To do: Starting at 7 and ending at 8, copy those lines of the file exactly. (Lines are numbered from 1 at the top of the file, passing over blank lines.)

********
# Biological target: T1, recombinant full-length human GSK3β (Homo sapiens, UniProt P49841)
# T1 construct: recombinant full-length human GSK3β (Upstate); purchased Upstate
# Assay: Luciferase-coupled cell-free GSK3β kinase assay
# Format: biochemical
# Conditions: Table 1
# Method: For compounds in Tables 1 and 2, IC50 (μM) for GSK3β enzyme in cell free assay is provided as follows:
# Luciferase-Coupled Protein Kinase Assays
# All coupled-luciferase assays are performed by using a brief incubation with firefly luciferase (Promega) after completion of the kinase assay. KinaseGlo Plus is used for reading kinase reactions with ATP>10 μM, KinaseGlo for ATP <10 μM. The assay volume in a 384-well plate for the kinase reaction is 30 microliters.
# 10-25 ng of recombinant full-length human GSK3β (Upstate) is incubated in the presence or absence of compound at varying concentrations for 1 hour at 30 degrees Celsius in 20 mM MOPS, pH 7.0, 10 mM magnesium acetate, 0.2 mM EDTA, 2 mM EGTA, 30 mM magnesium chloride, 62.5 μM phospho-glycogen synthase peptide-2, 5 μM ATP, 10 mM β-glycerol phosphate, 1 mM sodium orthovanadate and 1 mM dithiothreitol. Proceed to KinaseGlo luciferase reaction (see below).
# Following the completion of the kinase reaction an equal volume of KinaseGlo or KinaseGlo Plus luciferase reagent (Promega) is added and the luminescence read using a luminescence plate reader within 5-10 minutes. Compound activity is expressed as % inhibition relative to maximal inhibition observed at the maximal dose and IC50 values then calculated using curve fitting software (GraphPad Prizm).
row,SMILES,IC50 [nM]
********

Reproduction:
# Luciferase-Coupled Protein Kinase Assays
# All coupled-luciferase assays are performed by using a brief incubation with firefly luciferase (Promega) after completion of the kinase assay. KinaseGlo Plus is used for reading kinase reactions with ATP>10 μM, KinaseGlo for ATP <10 μM. The assay volume in a 384-well plate for the kinase reaction is 30 microliters.